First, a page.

- Form meaningful connections at your job with colleagues and staff.
- Plan personal and family time and place it on your patient care schedule to help maintain a good work-life balance (Ask about whole person care and how we take care of each other).
- Learn to say “no” once in a while to requests for your time.
- Exercise to work off stress & tension.
- Sleep more.
- Relax without guilt.
- Focus on what is working in your life rather than fixating on what’s not working.
- Laugh with your family, friends and colleagues.
- Set good boundaries with your time and schedule.
- Play more.
- Have more fun.
- Be sure to take scheduled vacations or time off.
- Pause or take time before reacting to something that bothers you. Think about how you could best respond to the situation.
- Spend time doing things you’re passionate about outside of work, such as creative writing, photography or playing a sport, meditating, taking a class or imagine this…….doing nothing.
- Volunteer with an organization that gives you a sense of purpose of meaning. View yourself as a coach who cheers you on and gives you strength or confidence.
Thursday, January 31, 2013
Do you want to be happier at work? Consider adopting some of the following suggestions or ideas. The idea is not to have a "magic moment", rather many magic experiences that are fulfilling, meaningful and meeting your expectations for a happy life at work and home. At this time, it may be important to examine your attitudes about work along with expectations. Do you believe that if you work hard you will be rewarded? What is you aren't recognized for your efforts? It may be time to realign your expectations and find a new way to be happy at work. Use these 15 items to review or take stock of your strengths and liabilities around work. Attending to life balance will help you live longer and be happier.
Wednesday, January 30, 2013
A recent study in the Lancet reported the following; Cognitive behavioral therapy (CBT) can reduce symptoms of depression in a person who fail to respond to drug treatment. These are the research findings.
CBT, a type of psychotherapy, was found to benefit nearly half of the 234 patients who received it combined with normal care from their GP. Up to two-thirds of people with depression do not respond to anti-depressants. CBT is a form of talking psychotherapy to help people with depression changes the way they think to improve how they feel and alter their behavior. The study followed 469 patients with treatment-resistant depression picked from GP practices in Bristol, Exeter and Glasgow over 12 months. One group of patients continued with their usual care from their GP, which could include anti-depressant medication, while the second group was also treated with CBT. After six months, researchers found 46% of those who had received CBT reported at least a 50% reduction in their symptoms.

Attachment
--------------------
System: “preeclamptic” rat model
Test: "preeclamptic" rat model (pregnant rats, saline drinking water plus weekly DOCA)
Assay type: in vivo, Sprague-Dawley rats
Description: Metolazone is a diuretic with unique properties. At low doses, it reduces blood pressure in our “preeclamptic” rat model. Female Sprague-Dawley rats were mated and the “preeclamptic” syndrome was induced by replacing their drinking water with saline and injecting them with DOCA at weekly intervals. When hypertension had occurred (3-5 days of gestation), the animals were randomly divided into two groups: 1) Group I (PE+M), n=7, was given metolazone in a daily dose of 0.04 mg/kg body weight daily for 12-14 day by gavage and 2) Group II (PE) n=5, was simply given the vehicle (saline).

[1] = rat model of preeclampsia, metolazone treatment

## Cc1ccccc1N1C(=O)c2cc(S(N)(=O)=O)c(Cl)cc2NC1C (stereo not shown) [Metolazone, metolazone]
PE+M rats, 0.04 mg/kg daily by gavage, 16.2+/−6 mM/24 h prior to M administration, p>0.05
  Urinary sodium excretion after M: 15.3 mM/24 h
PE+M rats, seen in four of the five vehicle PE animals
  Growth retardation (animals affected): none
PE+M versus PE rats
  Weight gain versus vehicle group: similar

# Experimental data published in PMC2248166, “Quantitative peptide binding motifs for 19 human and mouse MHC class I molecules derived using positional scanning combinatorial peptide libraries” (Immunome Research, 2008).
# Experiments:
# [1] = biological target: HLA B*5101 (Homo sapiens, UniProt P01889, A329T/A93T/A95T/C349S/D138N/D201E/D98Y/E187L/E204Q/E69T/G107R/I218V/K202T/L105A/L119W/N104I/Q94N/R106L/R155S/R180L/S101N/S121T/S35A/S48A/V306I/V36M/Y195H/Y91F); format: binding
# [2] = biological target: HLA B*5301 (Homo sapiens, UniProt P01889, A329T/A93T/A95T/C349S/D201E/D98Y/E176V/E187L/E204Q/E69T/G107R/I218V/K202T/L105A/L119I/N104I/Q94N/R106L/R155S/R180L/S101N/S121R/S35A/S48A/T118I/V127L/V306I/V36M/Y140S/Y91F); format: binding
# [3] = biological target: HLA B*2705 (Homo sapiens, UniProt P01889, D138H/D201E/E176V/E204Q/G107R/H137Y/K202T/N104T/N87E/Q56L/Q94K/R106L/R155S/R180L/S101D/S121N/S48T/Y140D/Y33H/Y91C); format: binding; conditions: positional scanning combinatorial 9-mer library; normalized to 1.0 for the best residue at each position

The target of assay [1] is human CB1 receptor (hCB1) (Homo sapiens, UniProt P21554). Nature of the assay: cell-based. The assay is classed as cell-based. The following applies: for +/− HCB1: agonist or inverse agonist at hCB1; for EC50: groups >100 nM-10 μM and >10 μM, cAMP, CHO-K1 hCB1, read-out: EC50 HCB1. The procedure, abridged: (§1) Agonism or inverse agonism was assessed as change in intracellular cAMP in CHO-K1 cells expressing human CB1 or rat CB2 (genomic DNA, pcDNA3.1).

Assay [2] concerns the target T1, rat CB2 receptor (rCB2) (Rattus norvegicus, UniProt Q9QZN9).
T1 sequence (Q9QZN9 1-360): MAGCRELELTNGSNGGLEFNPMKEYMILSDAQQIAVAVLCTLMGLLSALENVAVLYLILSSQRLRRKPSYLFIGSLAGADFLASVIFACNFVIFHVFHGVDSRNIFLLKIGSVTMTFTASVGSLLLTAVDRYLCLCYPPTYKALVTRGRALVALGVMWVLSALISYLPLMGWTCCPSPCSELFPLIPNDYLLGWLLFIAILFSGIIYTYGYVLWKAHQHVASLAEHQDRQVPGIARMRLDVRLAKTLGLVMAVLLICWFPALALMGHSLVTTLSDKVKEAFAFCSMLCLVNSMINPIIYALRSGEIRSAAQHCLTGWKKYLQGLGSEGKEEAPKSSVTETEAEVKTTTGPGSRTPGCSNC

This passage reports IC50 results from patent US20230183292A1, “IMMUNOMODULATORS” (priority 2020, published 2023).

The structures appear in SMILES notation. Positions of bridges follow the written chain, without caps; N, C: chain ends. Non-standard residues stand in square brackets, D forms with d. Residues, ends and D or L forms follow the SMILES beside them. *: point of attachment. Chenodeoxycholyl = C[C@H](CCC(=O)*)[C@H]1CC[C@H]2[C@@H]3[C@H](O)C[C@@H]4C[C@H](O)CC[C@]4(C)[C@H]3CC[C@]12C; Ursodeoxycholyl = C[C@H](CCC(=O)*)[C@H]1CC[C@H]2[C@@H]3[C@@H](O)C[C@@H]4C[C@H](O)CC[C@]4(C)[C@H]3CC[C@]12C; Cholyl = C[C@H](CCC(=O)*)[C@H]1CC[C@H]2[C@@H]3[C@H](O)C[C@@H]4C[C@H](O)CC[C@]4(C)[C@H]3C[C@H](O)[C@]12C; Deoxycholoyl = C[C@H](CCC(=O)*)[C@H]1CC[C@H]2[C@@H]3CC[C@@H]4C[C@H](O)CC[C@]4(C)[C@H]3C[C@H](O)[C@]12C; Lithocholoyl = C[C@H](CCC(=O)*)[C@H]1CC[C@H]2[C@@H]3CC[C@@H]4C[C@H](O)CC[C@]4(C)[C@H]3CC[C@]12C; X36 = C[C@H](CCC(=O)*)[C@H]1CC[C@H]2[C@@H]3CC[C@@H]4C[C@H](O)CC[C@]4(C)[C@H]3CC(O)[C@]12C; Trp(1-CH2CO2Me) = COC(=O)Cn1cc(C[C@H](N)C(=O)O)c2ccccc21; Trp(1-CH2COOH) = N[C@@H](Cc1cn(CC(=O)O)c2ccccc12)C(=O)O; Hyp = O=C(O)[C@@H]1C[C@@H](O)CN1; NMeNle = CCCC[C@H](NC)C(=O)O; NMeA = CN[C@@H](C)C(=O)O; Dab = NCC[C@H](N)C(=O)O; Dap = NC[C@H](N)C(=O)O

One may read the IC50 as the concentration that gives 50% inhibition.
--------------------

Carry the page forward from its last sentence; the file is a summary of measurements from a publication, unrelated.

The research confirms how these approaches - the psychological and physical - can complement each other. ” Prof Chris Williams University of Glasgow.
This compared with 22% experiencing the same reduction in the other group. The study concluded CBT was effective in reducing symptoms and improving patients' quality of life. The improvements had been maintained for a period of 12 months, it added.
WHAT IS CBT?
Cognitive behavioral therapy is:
1. a way of talking about how you think about yourself, the world and other people
2. how what you do affects your thoughts and feelings CBT can help you to change how you think (cognitive) and what you do (behavior). Unlike some other talking treatments, it focuses on the "here and now" instead of the causes of distress or past symptoms.
Wednesday, January 16, 2013
This past year, I was honored by Jeff Christie, the recent past president of the Employee Assistance Professionals Association, (EAPA), with the President's Award for service to the association. I am happy and proud. Thank you Jeff for your friendship and acknowledgement of my contributions. The promotion of employee asistance is good for employees, the company and families. We need to continue to strive for growth, change and enhancing programs and services for the benefit and well being of our workforce..
Thursday, January 10, 2013
What does this poster mean to you? In the journey you are on one about finding yourself in 2013 or creating yourself? Looking inward is quite valuable, however, without moving in new directions, taking on challenges, having adventures, testing yourself, breaking old habits and patterns, moving out of your comfort zone, your personal, professional physical or social growth will be stunted. Why not consider venturing into new, unfamiliar territory to explore upgrading your skills, friends, marriage, work productivity and whatever else your heart desires. Make plans for the year, follow through and then...........affirm and validate yourself for your efforts. To build these new circuits in your brain, you will need to practice. Pay attention to your inner dialogue and develop a positive and optimistic voice to encourage you to seek your best self. These efforts will help to make your life more fulfilling and an adventure. A mantra to consider, "I embrace change." "Bring it on." Turn toward opportunities, say yes and try new things.
Why Worry? Recently, a reprint of the book Why Worry by friend and prolific author, Eric A. Kimmel was recently released. Gayle and ...
Everything you need to start and run an eap. Check out the link: EAP in a Box
I am very please to announce that I was just notified that I have been elected to the Employee Assistance Professionals Association Board...